ANIMAL COLLECTIVE: SPIRIT THEY'RE GONE, SPIRIT THEY'VE VANISHED (2000)
1) Spirit They've Vanished; 2) April And The Phantom; 3) Untitled; 4) Penny Dreadfuls; 5) Chocolate Girl; 6) Everyone Whistling; 7) La Rapet; 8) Bat You'll Fly; 9) Someday I'll Grow To Be As Tall As The Giant; 10) Alvin Row.
The story of what we know today as the «Animal Collective» formally begins with this homebrewn recording, featuring Avey Tare (David Portner) on everything except percussion, on the latter featuring Panda Bear (Noah Lennox). No need to be afraid of the «homebrewn» label: we have come a long way since the dawn of technology, and it all sounds fantastically good for something recorded directly in a living room. Well, actually, the vocals sound like shit, but presumably that was the idea, or close to the idea.
Since, for the first few years of the team's recording career, Spirit was only available in a two-digit number of copies (perhaps three, but given the world's overall population, that's hardly a significant difference), "important people" only started admiring its quality in retrospect, but the retrospect turned out to be fortunate: most indie bands, no matter how respectable they become eventually, only wish their initial, pre-big label, efforts got the same amount of admiration.
What is it that makes this recording important in any way, or simply interesting? As much as I'm left indifferent by it, I can't deny that I haven't heard anything like it before. The best way to describe the genre in which it is cast — or, in fact, which it creates — is arguably "Psychedelic Avantgarde For Kiddies", where "avantgarde" stands for "weirdass unpredictable rhythms and chord changes", "psychedelic" for "trippy effects furnished by the latest in electronic gadgets", and "kiddies" for "an overall feeling of almost overdone furry cuteness all over this thing".
Obviously, each of the three directions can be found separately on any number of albums by any number of artists from the last five decades, but to combine all three the way A. T. and P. B. have judged them to be combinable — something fairly unique in here. Many people, even seasoned listeners, will be left dazed and confused by these sounds, uncertain whether this really means anything and whether music like that has any future. And this, I think, is an excellent thing in itself, because these days, too few things exist that can daze and confuse any more.
The magic does not work on me; I find that the "cuteness" clashes with the "avantgardism" angle in a way that sort of flattens both. I'd gather that all of these playful polyrhythms saddled with fairish vocals, all of these innocent nature sounds interwoven with jazz modulations, all of these 'Chocolate Girl' and 'April And The Phantom' song titles mixed with ear-splitting sounds and mind-defying lyrics pretty much kill off each other's effect. Kids won't like this unless they were born and raised in nuthouses, and elitists may scoff at the cuteness aspect. To truly "get into this", you probably have to be an archi-arrogant hipster with a subconscious need to release and satisfy your inner child — a category of people that must be about as rare as Jewish Neo-nazis (but since we know for a fact that Jewish Neo-nazis exist, so should childlike avantgardists).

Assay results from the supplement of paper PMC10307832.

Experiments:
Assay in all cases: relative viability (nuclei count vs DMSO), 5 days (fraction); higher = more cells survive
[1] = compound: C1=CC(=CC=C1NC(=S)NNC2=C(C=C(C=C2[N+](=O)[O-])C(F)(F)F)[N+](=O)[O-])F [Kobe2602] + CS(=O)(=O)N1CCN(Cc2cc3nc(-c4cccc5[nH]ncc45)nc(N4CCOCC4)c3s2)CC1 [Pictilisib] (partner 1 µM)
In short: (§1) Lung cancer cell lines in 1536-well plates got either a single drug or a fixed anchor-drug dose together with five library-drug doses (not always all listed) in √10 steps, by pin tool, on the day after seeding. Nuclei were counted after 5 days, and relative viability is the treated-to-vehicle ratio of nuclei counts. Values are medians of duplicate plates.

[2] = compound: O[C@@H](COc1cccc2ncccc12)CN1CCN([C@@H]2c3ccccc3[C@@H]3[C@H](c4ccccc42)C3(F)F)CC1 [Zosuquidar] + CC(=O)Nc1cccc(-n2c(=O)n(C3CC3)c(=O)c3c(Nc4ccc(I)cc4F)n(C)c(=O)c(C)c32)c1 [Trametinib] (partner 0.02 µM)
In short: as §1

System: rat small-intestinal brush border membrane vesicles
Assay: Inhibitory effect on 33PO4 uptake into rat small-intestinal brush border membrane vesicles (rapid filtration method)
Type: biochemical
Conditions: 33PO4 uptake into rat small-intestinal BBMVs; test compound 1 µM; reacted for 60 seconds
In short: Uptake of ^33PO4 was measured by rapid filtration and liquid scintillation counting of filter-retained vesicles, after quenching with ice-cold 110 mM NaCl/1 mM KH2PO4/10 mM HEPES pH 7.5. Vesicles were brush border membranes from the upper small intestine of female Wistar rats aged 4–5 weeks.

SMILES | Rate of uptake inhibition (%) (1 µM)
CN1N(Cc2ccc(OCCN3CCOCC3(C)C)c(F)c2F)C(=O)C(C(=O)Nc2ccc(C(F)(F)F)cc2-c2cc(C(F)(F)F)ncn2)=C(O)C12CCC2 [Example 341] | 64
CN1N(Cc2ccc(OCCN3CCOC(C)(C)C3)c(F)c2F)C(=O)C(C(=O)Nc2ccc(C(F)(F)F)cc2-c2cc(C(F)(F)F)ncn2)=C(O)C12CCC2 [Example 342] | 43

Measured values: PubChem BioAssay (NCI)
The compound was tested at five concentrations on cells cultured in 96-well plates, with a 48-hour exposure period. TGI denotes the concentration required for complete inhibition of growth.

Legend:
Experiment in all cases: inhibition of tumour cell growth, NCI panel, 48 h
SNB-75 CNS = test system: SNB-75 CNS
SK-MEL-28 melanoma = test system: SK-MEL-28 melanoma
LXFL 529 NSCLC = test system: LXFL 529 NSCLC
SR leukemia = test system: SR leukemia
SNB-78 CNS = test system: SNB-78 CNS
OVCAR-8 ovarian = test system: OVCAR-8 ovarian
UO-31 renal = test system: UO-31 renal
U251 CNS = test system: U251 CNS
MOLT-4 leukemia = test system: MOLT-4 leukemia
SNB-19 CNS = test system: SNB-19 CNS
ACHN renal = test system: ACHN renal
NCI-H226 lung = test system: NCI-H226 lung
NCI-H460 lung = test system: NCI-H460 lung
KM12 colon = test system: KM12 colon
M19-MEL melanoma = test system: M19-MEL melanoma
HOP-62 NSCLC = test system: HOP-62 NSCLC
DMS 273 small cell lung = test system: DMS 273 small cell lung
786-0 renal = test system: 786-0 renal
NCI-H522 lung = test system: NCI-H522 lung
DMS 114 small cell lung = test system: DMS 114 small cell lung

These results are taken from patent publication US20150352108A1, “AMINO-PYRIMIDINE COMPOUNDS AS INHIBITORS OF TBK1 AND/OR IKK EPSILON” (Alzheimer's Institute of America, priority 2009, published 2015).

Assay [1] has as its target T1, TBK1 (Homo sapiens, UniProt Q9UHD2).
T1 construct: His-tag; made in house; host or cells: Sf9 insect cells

Individual songs do not matter at all; it's probably more correct to perceive all of the album's sixty minutes as one continuous suite, written for the purposes of exploding your mind rather than ingraining itself into it. Even after four listens I still haven't been able to decompose these sixty minutes — not a single moment stands out as particularly inspiring, particularly catchy, particularly ugly, or particularly out-of-place. It's as if someone were evenly and meticulously shaking the same sonic kaleidoscope, letting you in on an endlessly shifting array of glistening dots and bits but never allowing you to focus in on any one single configuration; in the end, you're dazzled with what you've just seen but you also find it hard to explain what it is that you have just seen. In my case at least, you're also not quite certain about whether the things you have just seen have any actual meaning, and whether, in fact, there was any necessity in seeing them in the first place.
One definite complaint I'd like to voice, though, is that these sonic textures lack any sort of depth. I mentioned that the recording does not suffer from the usual problems associated with lo-fi, but nevertheless, all the tunes might have benefited from professional studio production. In the past, bands like Amon Düül II or the Cocteau Twins would drag you into their fantasy worlds because they really felt like three-dimensional worlds; Avey Tare and Panda Bear do not really go beyond the second dimension, and it feels like you're merely walking on the pages of their book of fairy tales, not diving into it — and the primary fault lies not with their composing skills or the strength of their imagination, but with the poorness of their technical capacities. It is still amazing how much they managed to accomplish within the four walls of their living room, but it is not enough to turn this living room into a flying saucer on chicken legs, if you know what I mean.
It is mostly because of this — implying that this obstacle was at least somewhat overcome as the years went by — that the record receives a thumbs down, following a repulsive reaction from the heart that overrides the positive logical argumentation of the brain. If this were the only Animal Collective album ever recorded, some reconsideration might be in order, but this is, after all, a living-room quality recording by two well-meaning, but still relatively unexperienced whackos that went on to bigger and better things. And I don't think this is the best place to start your acquaintance with them, unless you just live for the challenge.